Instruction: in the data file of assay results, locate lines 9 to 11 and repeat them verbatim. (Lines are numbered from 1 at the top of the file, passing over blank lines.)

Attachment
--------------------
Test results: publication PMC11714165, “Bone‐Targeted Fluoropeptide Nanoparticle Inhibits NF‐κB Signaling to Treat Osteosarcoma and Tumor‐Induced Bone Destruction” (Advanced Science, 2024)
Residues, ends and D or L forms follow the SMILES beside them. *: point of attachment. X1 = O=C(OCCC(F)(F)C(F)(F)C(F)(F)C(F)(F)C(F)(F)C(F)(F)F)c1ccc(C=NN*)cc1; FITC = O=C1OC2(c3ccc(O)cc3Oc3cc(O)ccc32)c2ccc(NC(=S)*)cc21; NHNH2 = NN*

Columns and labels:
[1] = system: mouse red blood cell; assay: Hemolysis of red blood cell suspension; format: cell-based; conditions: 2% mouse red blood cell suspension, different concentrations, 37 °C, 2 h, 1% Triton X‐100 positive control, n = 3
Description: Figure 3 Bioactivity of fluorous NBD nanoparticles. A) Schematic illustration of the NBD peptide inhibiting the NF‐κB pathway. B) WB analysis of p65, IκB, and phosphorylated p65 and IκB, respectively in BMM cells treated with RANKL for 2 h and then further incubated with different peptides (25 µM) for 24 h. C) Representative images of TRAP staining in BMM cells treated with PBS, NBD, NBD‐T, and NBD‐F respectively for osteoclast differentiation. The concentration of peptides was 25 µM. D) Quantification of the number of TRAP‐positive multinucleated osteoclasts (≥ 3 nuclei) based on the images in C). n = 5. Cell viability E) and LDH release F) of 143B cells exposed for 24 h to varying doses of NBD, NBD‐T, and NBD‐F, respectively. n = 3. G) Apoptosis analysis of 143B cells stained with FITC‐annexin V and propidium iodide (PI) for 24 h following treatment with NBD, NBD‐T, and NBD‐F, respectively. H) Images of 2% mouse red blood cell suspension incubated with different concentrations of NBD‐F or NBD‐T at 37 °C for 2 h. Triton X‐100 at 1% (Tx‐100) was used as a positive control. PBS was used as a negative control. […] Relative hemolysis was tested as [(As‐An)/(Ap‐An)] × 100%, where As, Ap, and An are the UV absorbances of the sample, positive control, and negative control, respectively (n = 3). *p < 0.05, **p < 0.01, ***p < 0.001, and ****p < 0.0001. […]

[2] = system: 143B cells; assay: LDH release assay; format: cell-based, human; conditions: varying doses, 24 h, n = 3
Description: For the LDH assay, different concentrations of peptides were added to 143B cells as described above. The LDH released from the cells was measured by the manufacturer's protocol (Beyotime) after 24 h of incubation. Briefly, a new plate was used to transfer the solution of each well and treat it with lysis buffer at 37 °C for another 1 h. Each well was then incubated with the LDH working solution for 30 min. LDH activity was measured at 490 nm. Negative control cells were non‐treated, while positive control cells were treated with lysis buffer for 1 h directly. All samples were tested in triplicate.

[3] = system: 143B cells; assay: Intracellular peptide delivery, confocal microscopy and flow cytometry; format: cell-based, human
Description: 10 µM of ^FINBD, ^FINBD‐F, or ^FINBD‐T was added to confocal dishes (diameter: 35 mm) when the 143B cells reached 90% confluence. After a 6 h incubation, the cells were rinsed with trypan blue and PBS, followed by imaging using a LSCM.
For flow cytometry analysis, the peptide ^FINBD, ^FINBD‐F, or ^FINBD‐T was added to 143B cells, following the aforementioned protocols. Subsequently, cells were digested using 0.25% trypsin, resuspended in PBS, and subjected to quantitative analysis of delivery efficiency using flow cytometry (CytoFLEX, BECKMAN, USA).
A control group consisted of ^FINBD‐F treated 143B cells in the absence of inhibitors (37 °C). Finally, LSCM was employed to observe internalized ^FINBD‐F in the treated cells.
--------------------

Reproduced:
Description: 10 µM of ^FINBD, ^FINBD‐F, or ^FINBD‐T was added to confocal dishes (diameter: 35 mm) when the 143B cells reached 90% confluence. After a 6 h incubation, the cells were rinsed with trypan blue and PBS, followed by imaging using a LSCM.
For flow cytometry analysis, the peptide ^FINBD, ^FINBD‐F, or ^FINBD‐T was added to 143B cells, following the aforementioned protocols. Subsequently, cells were digested using 0.25% trypsin, resuspended in PBS, and subjected to quantitative analysis of delivery efficiency using flow cytometry (CytoFLEX, BECKMAN, USA).
A control group consisted of ^FINBD‐F treated 143B cells in the absence of inhibitors (37 °C). Finally, LSCM was employed to observe internalized ^FINBD‐F in the treated cells.